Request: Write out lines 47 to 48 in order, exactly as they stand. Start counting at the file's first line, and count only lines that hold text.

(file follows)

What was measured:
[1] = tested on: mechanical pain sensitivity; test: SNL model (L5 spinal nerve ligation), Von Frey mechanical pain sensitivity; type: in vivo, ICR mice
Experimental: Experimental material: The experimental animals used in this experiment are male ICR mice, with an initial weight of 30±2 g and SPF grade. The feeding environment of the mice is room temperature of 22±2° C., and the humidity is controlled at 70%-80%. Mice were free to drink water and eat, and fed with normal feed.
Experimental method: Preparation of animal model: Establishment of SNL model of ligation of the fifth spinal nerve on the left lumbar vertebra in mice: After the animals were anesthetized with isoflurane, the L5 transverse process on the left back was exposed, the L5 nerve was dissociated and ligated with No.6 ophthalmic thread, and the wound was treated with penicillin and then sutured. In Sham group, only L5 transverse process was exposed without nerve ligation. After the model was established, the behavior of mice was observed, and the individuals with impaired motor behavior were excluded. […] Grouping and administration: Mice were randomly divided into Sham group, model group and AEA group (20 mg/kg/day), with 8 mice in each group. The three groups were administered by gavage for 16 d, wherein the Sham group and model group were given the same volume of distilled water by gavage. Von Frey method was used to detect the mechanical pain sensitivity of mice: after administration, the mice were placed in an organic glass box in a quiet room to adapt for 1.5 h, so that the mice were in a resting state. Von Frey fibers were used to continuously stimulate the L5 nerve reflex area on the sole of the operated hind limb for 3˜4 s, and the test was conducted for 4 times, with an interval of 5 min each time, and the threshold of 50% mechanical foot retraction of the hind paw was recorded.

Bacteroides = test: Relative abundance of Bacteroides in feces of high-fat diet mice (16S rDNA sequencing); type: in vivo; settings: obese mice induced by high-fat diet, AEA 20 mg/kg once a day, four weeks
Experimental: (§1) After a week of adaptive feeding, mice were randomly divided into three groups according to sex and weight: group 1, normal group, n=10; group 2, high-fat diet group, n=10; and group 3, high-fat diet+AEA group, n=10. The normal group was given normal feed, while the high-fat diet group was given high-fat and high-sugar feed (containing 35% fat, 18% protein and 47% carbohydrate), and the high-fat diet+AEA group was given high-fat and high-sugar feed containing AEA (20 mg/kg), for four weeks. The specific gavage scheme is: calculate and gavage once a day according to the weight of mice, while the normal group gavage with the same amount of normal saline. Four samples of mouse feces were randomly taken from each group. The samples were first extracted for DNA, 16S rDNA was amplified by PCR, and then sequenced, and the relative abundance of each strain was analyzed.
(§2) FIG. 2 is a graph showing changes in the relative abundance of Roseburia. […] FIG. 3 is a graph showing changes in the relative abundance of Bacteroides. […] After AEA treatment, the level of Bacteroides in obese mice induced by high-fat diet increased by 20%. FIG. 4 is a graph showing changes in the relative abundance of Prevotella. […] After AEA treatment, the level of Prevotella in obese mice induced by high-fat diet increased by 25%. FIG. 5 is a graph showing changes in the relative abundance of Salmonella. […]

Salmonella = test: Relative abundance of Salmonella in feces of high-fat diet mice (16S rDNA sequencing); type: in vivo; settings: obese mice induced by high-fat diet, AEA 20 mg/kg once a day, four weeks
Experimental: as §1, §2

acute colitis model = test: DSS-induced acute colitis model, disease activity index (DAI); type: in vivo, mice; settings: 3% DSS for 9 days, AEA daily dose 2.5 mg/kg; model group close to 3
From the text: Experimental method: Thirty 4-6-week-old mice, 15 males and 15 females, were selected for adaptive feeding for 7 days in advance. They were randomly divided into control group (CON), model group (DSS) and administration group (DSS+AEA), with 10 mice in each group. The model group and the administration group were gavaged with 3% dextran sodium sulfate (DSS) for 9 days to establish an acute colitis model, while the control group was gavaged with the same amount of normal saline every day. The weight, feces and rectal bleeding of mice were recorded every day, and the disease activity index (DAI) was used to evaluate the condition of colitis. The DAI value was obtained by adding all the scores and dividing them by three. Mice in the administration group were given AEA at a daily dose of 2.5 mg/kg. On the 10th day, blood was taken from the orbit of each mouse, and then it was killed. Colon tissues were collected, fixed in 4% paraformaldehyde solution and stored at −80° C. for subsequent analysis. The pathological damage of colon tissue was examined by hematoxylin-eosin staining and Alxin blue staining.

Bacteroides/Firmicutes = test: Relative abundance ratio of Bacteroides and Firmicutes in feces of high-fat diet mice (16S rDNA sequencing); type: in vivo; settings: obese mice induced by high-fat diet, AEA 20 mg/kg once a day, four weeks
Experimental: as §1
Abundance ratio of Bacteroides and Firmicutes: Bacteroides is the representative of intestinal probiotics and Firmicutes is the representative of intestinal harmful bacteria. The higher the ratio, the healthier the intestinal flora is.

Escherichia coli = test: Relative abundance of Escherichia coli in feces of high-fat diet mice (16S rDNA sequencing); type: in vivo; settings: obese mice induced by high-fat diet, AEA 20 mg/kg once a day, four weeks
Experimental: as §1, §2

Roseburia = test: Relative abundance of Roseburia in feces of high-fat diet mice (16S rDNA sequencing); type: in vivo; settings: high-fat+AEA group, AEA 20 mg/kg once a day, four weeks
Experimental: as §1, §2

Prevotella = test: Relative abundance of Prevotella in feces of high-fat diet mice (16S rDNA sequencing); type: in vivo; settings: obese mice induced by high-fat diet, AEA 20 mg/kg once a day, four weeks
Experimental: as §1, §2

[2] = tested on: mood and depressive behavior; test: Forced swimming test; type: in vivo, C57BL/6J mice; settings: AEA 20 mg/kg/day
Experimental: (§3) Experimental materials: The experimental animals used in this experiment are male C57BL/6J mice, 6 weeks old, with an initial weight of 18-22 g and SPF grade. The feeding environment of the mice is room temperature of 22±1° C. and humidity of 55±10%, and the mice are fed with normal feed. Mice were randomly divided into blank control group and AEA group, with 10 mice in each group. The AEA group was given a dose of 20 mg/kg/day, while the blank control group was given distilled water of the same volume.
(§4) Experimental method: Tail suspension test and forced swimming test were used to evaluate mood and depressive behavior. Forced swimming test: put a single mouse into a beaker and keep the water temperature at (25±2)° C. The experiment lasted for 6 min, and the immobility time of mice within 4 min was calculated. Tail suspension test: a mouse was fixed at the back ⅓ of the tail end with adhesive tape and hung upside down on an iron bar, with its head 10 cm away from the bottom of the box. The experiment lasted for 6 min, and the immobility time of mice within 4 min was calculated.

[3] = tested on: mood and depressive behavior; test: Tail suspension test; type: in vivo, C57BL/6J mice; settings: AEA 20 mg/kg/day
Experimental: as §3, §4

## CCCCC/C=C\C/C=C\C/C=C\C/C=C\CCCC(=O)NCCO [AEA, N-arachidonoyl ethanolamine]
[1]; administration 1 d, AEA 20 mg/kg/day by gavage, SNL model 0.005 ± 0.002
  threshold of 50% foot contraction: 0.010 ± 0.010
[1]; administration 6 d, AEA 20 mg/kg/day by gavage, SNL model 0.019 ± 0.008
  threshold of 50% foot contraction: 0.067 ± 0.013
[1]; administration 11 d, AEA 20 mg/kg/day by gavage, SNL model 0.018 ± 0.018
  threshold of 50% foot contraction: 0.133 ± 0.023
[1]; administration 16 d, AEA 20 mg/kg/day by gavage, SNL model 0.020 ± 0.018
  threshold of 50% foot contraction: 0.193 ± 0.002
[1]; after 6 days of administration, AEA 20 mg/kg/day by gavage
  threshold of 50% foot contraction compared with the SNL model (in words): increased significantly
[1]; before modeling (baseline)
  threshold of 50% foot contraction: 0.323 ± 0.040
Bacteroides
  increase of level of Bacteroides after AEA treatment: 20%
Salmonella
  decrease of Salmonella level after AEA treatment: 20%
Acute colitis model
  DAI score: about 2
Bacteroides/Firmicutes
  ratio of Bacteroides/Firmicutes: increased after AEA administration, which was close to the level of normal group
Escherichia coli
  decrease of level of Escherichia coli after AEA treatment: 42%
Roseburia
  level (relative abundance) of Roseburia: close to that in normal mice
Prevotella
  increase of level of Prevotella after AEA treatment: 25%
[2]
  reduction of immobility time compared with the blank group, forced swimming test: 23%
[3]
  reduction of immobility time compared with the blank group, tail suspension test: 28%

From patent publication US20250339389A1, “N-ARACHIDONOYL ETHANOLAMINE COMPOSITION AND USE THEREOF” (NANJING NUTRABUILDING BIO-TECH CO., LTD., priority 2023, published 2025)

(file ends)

Escherichia coli
  decrease of level of Escherichia coli after AEA treatment: 42%